I am away from the concept that it is only from rich families or rich people. Everyone can do their own little bits and stuff. But I also see it’s the same with all the sustainability movement in terms of don't buy plastics, buy the biodegradable stuff, the bamboo stuff, all these which are usually also more expensive and useful. Plastic contaminating stuff. I find myself in a bit of a controversial point because I do want to be sustainable. I want to be environmentally friendly, but at the same time, you can't always afford that. And you feel bad because you can't access it, or you can't leave according to your values. And it’s this concept of, I know racism is not the word, but it’s racism towards the people that can't afford that. And then you feel bad because you can't make a point saying “all you have to do this you have to be environmentally friendly. Oh, you don't use the useful arts you don't use bamboo-made stuff. Oh my god and it’s, I'm about human leaving this these when I come before the so what do I even?

Heather: It is definitely getting more expensive. And the example with Thailand, are there going to be limiting things and making it more of a luxury place to go. I feel the days of backpacking are coming to a close. It is getting so much harder to travel on a shoestring, which used to be the norm.

Alba: I understand because those communities can't live forever based on cheap tourism because that’s they don't get as many benefits. They probably get more damaged more in negative impacts. Who benefits from that type of tourism on a mass scale, but at the same time, he’s, Alright, what's the which one is the middle point? We only bring tourists that can spend a lot of money, or do we want tourists as well that can access our destination in a lower-income base trip thing? I think it's a bit of the way they’re, controversial, I don't even know where I stand in, it's just my life played out there because I've been thinking about that a lot lately.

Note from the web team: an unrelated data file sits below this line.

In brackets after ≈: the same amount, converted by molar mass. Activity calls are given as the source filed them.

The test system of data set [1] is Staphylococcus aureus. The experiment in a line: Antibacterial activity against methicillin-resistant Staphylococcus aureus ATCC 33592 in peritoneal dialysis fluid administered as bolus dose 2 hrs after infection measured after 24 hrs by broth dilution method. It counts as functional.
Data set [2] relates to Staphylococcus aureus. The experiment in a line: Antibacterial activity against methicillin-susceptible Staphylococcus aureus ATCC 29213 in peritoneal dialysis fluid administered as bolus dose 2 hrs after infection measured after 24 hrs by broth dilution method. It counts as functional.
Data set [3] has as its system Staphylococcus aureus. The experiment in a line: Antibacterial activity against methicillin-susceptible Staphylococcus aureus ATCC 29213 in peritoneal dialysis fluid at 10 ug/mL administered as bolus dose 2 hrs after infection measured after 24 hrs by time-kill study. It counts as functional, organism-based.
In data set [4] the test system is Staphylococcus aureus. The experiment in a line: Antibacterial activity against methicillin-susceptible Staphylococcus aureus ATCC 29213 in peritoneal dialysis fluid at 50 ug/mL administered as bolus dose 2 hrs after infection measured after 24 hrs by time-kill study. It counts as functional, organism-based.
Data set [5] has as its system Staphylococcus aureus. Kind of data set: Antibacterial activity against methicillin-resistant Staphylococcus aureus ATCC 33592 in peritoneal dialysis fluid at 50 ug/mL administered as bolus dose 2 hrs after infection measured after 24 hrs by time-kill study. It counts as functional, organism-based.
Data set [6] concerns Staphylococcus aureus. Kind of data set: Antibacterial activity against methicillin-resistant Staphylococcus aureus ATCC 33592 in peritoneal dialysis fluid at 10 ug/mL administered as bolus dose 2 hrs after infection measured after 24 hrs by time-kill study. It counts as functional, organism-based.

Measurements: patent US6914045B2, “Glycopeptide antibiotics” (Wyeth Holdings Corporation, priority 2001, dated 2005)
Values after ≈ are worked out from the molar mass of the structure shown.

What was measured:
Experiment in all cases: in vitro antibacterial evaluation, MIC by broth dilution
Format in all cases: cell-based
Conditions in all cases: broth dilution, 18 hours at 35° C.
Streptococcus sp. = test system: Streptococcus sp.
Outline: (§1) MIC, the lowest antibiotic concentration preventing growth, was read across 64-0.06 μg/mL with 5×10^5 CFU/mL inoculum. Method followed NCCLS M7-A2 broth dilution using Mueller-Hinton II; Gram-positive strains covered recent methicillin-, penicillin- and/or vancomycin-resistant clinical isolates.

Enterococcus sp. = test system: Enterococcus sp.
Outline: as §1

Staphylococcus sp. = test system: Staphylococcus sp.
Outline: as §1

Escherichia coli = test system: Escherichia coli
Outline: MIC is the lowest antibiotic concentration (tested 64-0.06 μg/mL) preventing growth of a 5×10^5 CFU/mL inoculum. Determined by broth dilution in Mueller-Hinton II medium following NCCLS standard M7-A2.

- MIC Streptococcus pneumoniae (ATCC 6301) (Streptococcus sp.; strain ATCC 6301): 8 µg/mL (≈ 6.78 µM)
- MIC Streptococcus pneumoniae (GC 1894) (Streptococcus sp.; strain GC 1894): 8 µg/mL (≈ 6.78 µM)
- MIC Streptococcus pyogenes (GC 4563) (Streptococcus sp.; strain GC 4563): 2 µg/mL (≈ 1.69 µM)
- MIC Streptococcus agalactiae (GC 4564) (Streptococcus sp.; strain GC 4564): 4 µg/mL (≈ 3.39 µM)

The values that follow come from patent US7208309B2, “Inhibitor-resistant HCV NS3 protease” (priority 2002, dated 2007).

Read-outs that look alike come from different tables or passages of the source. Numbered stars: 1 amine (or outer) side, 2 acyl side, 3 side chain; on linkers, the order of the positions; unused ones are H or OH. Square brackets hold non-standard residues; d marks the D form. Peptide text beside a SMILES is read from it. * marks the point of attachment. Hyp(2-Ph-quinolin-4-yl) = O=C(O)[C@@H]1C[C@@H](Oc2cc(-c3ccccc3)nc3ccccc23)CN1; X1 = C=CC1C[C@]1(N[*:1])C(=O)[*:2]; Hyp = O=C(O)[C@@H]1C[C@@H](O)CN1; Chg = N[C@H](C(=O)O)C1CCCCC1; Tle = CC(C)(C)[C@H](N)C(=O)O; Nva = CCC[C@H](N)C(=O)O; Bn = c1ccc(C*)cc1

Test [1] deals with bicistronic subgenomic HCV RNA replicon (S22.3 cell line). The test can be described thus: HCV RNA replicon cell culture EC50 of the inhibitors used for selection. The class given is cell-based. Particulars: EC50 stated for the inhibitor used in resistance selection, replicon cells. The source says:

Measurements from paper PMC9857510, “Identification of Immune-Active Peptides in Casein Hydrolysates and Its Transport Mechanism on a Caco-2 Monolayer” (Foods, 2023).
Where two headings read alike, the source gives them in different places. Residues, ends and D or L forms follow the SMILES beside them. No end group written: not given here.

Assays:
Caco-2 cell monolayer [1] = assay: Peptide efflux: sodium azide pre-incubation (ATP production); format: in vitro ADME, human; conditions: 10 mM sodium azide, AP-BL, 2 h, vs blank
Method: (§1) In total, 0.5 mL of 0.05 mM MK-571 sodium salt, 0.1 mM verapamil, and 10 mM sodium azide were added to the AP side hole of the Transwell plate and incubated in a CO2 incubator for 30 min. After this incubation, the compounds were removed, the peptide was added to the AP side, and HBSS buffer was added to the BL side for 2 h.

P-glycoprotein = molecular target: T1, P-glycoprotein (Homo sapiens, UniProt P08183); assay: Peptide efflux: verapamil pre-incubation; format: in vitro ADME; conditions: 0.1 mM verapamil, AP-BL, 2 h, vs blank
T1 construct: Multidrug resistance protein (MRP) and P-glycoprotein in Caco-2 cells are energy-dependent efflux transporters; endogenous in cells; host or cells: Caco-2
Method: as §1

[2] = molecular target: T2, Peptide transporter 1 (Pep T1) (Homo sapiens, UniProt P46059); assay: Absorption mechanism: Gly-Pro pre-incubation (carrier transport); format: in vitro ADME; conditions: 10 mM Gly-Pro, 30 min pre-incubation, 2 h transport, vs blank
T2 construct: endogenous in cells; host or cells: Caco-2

Heather: Yeah, actually, I tried to write an article about that. About one of the islands on Lake Titicaca. I don't know – it'd be really awesome if you guys could read that and give me some feedback. Because I wrote, initially, an article about basically how travel agencies are ripping off all of the local people and how to be a responsible tourist. You contact the families directly and you don't pay the travel agencies. To arrange a homestay, you can just show up at the island and arrange your home homestay or you can contact the families through these different ways. But I'm sure there’s other things that I left out that I didn't even think of because I was so focused on this one aspect of, “don't go with a tour agency, they’re ripping everybody off.”

Michael: Yeah. Cool. Anything you want to write for us? We're happy to have. That's part of being a community, it's getting all these different perspectives. My passion is to try to diversify as much as possible because diversity brings about innovation, and creative thinking it sparks conversations and debates and all this stuff. And if we all think the same way, that's not gonna change anything. Right. So, unless we do something different and introduce it, we can’t really influence change. So, I think that'd be great. And obviously, one of the things that I'm interested in is in seeking out this is what can we be doing as a community with the platform that we have and the trajectory that we're on to make sure that we're being good stewards of this sort of conversation with what we have. This is already in our DNA it's just how do we capitalize on that idea, galvanize that with what we're doing? I mean, that's yeah, what would you think?

Alex: Yeah, I mean, we have the awareness section of the blog so that we could start facilitating these conversations. Heather, I mean, feel free to write any sort of piece for that if you're interested in writing about green cities or other talking points. This is the platform to be talking about those things. If you wanted to write something about accessibility and tourism – that’s a really huge conversation. And we have a couple of blogs on our website about people with disabilities and people living with disabilities. My own brother and I. We had a woman whose son has autism.